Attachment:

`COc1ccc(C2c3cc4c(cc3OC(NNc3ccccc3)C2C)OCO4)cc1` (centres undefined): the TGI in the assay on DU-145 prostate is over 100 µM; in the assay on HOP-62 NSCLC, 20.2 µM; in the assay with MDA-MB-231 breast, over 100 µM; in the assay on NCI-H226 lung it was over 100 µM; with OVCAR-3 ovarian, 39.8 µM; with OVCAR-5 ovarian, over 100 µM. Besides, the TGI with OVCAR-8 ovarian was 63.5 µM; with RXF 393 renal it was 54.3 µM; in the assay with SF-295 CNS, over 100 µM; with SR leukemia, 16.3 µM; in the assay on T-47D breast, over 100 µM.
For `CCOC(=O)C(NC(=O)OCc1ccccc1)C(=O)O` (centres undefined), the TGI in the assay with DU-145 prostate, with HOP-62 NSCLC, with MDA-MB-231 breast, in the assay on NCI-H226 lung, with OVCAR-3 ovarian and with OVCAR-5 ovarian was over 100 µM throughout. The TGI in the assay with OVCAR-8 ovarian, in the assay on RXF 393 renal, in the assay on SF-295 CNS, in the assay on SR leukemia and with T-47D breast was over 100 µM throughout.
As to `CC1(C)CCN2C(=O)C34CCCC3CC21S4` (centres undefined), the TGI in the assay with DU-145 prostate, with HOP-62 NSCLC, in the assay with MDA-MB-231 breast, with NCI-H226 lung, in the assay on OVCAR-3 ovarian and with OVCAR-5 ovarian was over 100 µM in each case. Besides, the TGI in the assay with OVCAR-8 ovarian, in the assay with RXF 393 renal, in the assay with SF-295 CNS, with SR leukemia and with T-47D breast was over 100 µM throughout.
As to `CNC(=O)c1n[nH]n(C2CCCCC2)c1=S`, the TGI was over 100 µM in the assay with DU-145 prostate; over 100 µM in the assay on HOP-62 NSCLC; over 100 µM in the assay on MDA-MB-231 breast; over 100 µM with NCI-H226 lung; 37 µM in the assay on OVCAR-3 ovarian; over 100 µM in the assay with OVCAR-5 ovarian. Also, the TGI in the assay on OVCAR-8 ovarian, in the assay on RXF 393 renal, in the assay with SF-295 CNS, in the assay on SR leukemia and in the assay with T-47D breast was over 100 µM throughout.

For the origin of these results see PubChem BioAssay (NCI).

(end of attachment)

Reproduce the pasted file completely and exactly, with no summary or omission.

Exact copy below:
`COc1ccc(C2c3cc4c(cc3OC(NNc3ccccc3)C2C)OCO4)cc1` (centres undefined): the TGI in the assay on DU-145 prostate is over 100 µM; in the assay on HOP-62 NSCLC, 20.2 µM; in the assay with MDA-MB-231 breast, over 100 µM; in the assay on NCI-H226 lung it was over 100 µM; with OVCAR-3 ovarian, 39.8 µM; with OVCAR-5 ovarian, over 100 µM. Besides, the TGI with OVCAR-8 ovarian was 63.5 µM; with RXF 393 renal it was 54.3 µM; in the assay with SF-295 CNS, over 100 µM; with SR leukemia, 16.3 µM; in the assay on T-47D breast, over 100 µM.
For `CCOC(=O)C(NC(=O)OCc1ccccc1)C(=O)O` (centres undefined), the TGI in the assay with DU-145 prostate, with HOP-62 NSCLC, with MDA-MB-231 breast, in the assay on NCI-H226 lung, with OVCAR-3 ovarian and with OVCAR-5 ovarian was over 100 µM throughout. The TGI in the assay with OVCAR-8 ovarian, in the assay on RXF 393 renal, in the assay on SF-295 CNS, in the assay on SR leukemia and with T-47D breast was over 100 µM throughout.
As to `CC1(C)CCN2C(=O)C34CCCC3CC21S4` (centres undefined), the TGI in the assay with DU-145 prostate, with HOP-62 NSCLC, in the assay with MDA-MB-231 breast, with NCI-H226 lung, in the assay on OVCAR-3 ovarian and with OVCAR-5 ovarian was over 100 µM in each case. Besides, the TGI in the assay with OVCAR-8 ovarian, in the assay with RXF 393 renal, in the assay with SF-295 CNS, with SR leukemia and with T-47D breast was over 100 µM throughout.
As to `CNC(=O)c1n[nH]n(C2CCCCC2)c1=S`, the TGI was over 100 µM in the assay with DU-145 prostate; over 100 µM in the assay on HOP-62 NSCLC; over 100 µM in the assay on MDA-MB-231 breast; over 100 µM with NCI-H226 lung; 37 µM in the assay on OVCAR-3 ovarian; over 100 µM in the assay with OVCAR-5 ovarian. Also, the TGI in the assay on OVCAR-8 ovarian, in the assay on RXF 393 renal, in the assay with SF-295 CNS, in the assay on SR leukemia and in the assay with T-47D breast was over 100 µM throughout.

For the origin of these results see PubChem BioAssay (NCI).